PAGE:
Then, like it was never even there, it stops. Eight seconds of anticipation fill the space and you can almost forget there is a forest at all. You can sit there and stare into the darkness with such a rich and bridled expectation that you lose sight of the environment entirely. All there is, all there can be, is waiting. Waiting for the flashbulbs because for one second, when the first light flickers, signaling all the others to commence their illustrious illumination, it is possible to forget everything but those lights. Like cameras in an arena, they explode all at once and they are all that is. There is no worry, no concern, no anxiety, just unadulterated organic beauty at its best and most unleashed. Unfettered and free, this phenomenon is beyond any individual, forcing out any ego, driving out any semblance of self, making room for a honest out-of-body humbling.

It is among the coolest things I have ever done and I will never forget it.

Until the end, the Mended Blend.

A Tiny Taste…

In The Mountains on June 14, 2011 at 4:21 pm

I’m working away on the final part to the three-part firefly series, but while I am I thought I might throw you guys a bone and show you a picture of the kind of things that I saw.

I didn’t take this picture, as I don’t have thousands of dollars of camera equipment that allow me to take pictures in almost complete darkness. But if anyone would like to send me a tripod and a camera that can take ten minute exposures, I’m happy to accept donations. Anyway, I didn’t take this picture. But it’s a good one.

You’re welcome.

Until the end, the Mended Blend.

Fireflies Like Flashbulbs Part Two

In The Mountains, The South on June 14, 2011 at 2:55 pm

When last we left our four explorers, we were desperately searching for a good viewing spot. Rushing river on our  left and an intimidating forrest on our right, we plowed forward for what seemed like forever. It may have only been a few minutes of walking but as we all know I’m carrying heavy things. Distance is relative to the amount of stuff your totting. Duh.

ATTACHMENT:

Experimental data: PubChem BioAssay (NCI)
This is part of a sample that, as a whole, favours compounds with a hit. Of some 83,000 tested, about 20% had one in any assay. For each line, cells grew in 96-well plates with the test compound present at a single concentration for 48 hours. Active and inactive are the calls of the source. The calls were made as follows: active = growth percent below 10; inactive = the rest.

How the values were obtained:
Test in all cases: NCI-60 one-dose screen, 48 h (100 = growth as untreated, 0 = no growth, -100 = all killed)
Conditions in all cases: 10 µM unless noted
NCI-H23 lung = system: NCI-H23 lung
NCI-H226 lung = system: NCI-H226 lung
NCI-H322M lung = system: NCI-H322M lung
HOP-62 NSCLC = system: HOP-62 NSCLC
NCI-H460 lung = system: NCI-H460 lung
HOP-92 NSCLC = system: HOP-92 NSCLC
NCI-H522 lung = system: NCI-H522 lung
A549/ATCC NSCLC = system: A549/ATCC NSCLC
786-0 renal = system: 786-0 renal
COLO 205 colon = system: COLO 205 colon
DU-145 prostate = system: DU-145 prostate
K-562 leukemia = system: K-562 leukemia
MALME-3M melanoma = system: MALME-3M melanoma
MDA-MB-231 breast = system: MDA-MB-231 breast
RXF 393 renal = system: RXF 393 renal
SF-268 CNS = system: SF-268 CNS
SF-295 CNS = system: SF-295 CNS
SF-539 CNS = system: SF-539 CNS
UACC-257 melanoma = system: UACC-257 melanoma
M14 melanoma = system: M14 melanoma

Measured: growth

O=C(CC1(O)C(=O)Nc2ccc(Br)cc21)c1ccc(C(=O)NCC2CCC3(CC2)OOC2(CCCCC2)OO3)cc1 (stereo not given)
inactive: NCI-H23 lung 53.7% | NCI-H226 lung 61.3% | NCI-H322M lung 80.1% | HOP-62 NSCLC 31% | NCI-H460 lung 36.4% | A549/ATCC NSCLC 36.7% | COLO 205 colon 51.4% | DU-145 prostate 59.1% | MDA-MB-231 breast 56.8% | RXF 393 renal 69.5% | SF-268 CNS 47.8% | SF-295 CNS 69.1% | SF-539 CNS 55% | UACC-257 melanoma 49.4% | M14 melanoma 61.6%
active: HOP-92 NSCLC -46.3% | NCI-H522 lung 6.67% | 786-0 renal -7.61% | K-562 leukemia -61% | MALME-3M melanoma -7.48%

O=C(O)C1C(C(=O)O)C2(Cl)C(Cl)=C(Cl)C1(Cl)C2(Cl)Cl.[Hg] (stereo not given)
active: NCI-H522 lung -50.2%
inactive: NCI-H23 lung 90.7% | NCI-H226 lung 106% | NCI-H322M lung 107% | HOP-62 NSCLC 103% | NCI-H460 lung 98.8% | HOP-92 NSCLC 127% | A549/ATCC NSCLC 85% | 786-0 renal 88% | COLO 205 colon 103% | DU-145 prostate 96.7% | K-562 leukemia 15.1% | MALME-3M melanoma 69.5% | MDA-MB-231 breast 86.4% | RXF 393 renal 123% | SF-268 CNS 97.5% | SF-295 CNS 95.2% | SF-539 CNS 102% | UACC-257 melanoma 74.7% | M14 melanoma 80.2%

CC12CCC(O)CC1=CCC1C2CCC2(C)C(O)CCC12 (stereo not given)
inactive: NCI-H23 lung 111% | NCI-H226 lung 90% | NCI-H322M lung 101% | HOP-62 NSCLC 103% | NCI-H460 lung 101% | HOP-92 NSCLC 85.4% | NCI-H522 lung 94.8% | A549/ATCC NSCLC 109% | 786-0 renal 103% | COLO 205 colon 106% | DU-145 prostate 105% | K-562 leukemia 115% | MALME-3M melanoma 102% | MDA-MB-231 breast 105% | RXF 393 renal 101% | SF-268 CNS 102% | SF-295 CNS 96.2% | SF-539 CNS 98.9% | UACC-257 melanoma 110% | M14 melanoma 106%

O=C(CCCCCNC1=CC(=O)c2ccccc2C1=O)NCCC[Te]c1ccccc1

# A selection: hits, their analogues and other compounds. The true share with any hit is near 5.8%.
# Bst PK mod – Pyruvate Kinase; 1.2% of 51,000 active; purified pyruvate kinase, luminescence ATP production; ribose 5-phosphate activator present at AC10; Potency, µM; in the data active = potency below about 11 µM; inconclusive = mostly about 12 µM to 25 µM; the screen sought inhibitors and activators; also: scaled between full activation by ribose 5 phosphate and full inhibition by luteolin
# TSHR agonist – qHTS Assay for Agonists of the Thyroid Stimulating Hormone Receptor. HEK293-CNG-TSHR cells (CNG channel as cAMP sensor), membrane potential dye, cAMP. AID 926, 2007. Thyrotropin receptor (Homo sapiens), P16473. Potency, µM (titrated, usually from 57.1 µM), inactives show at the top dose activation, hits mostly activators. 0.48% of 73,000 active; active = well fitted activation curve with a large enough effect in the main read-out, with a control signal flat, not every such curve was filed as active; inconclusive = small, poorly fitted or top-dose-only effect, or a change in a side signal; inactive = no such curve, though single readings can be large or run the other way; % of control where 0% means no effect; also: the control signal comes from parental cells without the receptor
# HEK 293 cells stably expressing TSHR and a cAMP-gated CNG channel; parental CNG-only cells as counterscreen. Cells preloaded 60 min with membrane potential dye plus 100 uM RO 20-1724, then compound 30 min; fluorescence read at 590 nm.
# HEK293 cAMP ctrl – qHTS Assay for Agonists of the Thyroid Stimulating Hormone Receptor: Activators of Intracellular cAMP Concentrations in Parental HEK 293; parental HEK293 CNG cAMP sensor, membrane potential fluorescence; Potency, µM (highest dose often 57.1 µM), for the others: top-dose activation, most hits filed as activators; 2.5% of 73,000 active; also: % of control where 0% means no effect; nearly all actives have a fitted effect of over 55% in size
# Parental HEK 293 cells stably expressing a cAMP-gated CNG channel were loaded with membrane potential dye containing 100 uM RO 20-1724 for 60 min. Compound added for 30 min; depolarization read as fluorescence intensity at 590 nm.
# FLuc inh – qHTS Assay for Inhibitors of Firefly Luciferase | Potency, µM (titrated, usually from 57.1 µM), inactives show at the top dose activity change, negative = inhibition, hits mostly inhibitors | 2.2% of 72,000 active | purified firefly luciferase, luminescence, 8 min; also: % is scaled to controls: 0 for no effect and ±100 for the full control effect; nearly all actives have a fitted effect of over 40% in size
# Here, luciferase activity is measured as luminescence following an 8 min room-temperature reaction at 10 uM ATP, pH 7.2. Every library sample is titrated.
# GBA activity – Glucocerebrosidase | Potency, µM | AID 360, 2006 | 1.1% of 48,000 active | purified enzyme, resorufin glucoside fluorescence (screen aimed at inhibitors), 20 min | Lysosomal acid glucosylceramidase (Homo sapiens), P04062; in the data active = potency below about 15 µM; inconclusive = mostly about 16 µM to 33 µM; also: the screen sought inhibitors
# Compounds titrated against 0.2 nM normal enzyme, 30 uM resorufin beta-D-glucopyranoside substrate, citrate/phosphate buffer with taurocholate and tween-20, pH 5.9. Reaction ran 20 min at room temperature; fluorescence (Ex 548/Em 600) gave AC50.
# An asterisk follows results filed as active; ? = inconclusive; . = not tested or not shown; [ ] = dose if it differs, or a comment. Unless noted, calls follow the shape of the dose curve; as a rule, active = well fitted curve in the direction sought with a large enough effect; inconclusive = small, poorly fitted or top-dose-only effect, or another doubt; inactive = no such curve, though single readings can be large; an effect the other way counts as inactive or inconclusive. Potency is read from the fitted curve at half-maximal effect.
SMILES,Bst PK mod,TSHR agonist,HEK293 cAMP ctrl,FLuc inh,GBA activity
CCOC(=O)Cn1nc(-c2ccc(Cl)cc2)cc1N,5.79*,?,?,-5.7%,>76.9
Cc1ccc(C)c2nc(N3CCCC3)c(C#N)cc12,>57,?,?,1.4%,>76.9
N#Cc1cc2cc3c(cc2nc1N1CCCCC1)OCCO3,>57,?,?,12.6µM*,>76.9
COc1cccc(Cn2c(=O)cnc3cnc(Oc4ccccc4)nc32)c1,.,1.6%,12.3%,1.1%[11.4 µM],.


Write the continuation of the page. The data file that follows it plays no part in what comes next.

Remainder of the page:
Having been on the 6th trolley, five groups of viewers had arrived before us which left the best spots about a quarter a mile down the path, a fact I would later be thrilled about. Eventually, we found a clearing on the left, out of view of the path but overlooking the river. A perfect place for the blanket, chairs, and my exhausted legs. Never let it be said that fireflies don’t make you work for it.

After relaxing for a short minute, staring off into the reeds and rushing waters of the landscape, I decided to investigate the river a bit more. Leaving my shoes on the bank, I lowered my feet into the river and grabbed ahold of a protruding rock, crouching a bit comically like a frog. Slinking forward on all fours, never lifting more than one limb at a time, I crossed the currents and rapids, seeking the shallowest parts to hop through. After a Spiderman-like voyage, I found myself looking back across the river I just crossed, letting my thoughts wander in meditation.

Let me just say, that if you haven’t crossed a river recently, you should. There is something indescribable, a oneness that connects deeply and dances like a child with your spirit. There is so much force in the world, so much natural power, it becomes almost impossible to maintain any sense of ego. Yes, I crossed the river. But I did so with an understanding that in some way or another, the river let me cross. An undeniable amount of uncontrollable variables led to safe passage across that river. I began to see that truth in every journey and slowly felt an admission of smallness ripple through my mind.

The sun was beginning to set, red-wrapped flashlights clicked on, and as I looked across the river, through the gentle mist back to my resting shoes, I saw the faint flicker of the night’s first firefly.

To Be Continued

Until the end, the Mended Blend

The Signs of Sevierville

In Humor, The South on June 6, 2011 at 8:31 pm